You have contacted me several times in recent years via Facebook, hoping to reconnect with the man you once called Pastor. Shockingly, you found out that I am no longer a Christian; that I no longer believe the Bible is the Word of God; that I proudly self-identify as an atheist and a humanist. I can only imagine how difficult and heartbreaking it was for you reading my blog for the first time. You are not the first former church member to feel this way. I am sure you hoped that you would find me faithfully serving Jesus, preaching the gospel, and winning souls to Christ. Instead, you found out that I have repudiated all that I once believed and preached.
We were Facebook friends for a short while, then you unfriended me. I told you that I understood your decision to unfriend me. I know my story can be troubling and disconcerting to those who were once close to me. Several weeks ago, you sent me another friend request, yet before I could accept it, you thought better of friending me and deleted the request. Again, I understand. You are having a hard time reconciling the Bruce who was your pastor in the 1980s and the Bruce of today. Because your worldview requires you to frame and measure everything according to your interpretation of the Bible, you find it impossible to square my life today with that of thirty years ago. From a theological perspective, the current Bruce Gerencser is a lost man headed for hell, yet you remember a Bruce Gerencser who loved God and devoted his life to following after Jesus.
Set the religious stuff aside for a moment. Instead of attempting to see me through religious eyes, how about seeing me though human eyes? The kind, loving, compassionate, temperamental, flawed man who pastored Somerset Baptist Church decades ago still exists. The man you have such fond memories of is still alive and well. From a human perspective, I haven’t changed much. The character strengths and flaws I had as your pastor still exist today. In a few months I will turn sixty, and if there is one thing I have learned it is this: humans rarely change. We are, character-wise, who we are. While my beliefs, politics, and worldview have dramatically changed over the years, my nature has not. Sure, age, sickness, and time have affected me, as they do all of us, but, for the most part I am not much different today from who I was during the exciting days when Somerset Baptist was a thriving, growing church.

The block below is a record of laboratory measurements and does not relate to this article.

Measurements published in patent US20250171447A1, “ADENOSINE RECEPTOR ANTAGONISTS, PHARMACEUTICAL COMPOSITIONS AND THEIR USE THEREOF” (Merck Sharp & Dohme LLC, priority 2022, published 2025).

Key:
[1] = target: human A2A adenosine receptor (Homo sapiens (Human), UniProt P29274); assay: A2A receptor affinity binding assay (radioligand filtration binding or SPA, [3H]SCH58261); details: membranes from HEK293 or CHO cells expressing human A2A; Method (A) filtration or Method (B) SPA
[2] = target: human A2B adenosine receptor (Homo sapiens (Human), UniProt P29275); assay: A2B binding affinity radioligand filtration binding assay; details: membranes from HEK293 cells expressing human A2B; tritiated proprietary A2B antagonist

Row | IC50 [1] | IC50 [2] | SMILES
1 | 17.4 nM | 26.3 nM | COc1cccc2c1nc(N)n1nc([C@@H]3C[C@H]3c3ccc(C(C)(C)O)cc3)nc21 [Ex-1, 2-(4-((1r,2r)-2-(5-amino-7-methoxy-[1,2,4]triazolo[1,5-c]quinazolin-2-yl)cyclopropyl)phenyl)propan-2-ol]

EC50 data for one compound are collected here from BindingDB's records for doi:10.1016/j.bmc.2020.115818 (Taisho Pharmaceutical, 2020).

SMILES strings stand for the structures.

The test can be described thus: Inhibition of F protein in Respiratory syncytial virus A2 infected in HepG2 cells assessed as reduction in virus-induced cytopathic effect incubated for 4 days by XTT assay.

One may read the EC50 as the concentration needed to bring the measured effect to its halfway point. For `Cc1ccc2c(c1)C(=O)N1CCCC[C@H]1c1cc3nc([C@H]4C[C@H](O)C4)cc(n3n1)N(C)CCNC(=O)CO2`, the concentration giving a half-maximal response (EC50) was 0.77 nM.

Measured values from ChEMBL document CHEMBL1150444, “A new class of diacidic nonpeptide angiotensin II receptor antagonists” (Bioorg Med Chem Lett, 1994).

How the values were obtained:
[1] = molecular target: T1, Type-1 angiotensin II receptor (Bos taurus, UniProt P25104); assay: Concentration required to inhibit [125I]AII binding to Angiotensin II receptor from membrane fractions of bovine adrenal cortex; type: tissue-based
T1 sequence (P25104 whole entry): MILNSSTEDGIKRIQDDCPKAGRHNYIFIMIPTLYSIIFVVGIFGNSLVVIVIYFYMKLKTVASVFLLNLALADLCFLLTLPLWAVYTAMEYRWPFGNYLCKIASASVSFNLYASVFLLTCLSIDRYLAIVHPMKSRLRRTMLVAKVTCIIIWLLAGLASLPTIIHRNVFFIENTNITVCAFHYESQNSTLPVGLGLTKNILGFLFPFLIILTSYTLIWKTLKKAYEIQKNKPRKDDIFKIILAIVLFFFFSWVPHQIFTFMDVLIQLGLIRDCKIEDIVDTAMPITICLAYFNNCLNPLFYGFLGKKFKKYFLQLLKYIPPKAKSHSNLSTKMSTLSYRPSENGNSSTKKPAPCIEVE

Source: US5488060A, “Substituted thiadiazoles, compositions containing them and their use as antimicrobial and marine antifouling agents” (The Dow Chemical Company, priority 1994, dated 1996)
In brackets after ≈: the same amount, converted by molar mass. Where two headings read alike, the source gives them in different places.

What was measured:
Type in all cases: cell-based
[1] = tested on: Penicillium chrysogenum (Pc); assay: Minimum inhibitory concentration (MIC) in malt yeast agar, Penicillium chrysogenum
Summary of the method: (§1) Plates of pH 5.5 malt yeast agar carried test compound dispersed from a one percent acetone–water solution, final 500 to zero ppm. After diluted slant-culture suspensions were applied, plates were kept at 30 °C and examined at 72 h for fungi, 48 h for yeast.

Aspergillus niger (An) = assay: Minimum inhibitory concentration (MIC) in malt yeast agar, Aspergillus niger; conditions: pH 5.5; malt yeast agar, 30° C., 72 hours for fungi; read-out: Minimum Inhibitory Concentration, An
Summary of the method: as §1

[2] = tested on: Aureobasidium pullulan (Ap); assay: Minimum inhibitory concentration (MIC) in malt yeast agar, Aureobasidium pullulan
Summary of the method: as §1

If you can ever look beyond your theological beliefs and see Bruce, the man, you will find out that the man you once loved and respected is right in front of you. Sadly, many Evangelicals cannot see people for who and what they are because their theological beliefs force them to define people according to what the Bible says instead of what they can see with their eyes. I am routinely savaged by your fellow Christians. I have been repeatedly told that I am evil and a follower of Satan. Evidently, what I believe, and not my behavior, determines what kind of man I am. The moment I said, I no longer believe in the Christian God, I went from a loving husband, father, and grandfather to a man who is worthy of scorn and derision; a man, some say, who is hiding a life of debauchery and licentiousness.
You have two choices set before you, Wendy. Either you can embrace and befriend the Bruce of 2017 or you can hang on to the memory of the 1987 Bruce. I would love to be friends with you in the here and now, but life is too short for me to worry about people who cannot see beyond my beliefs and are thus unable or unwilling to befriend me. Virtually all of my former Evangelical friends, parishioners, and ministerial colleagues, have been unable to remain friends with me post-Jesus. I understand why this is so. Fidelity to Jesus and the Bible was the glue that held our relationships together. Once I deconverted, that which bound us was gone. Rare are friendships that survive for a lifetime. Today, almost nine years after I attended church for the last time, I have two friends who are Evangelical. Everyone else has written me off or turned me into a sermon illustration, a warning of what happens when someone no longer believes the Bible is true.
Since you can’t seem to bring yourself to befriend me as I now am, you are left with your memories of the time we spent together in the rolling hills of Southeast Ohio. And that’s okay. I, too, have many fond memories of the eleven years I pastored Somerset Baptist Church. Nothing in the present can change the experiences of the past. If it helps you think better of me, then by all means cling to our shared memories, pushing from your mind thoughts of Atheist Bruce. If you ever want to be friends again, you know where to find me.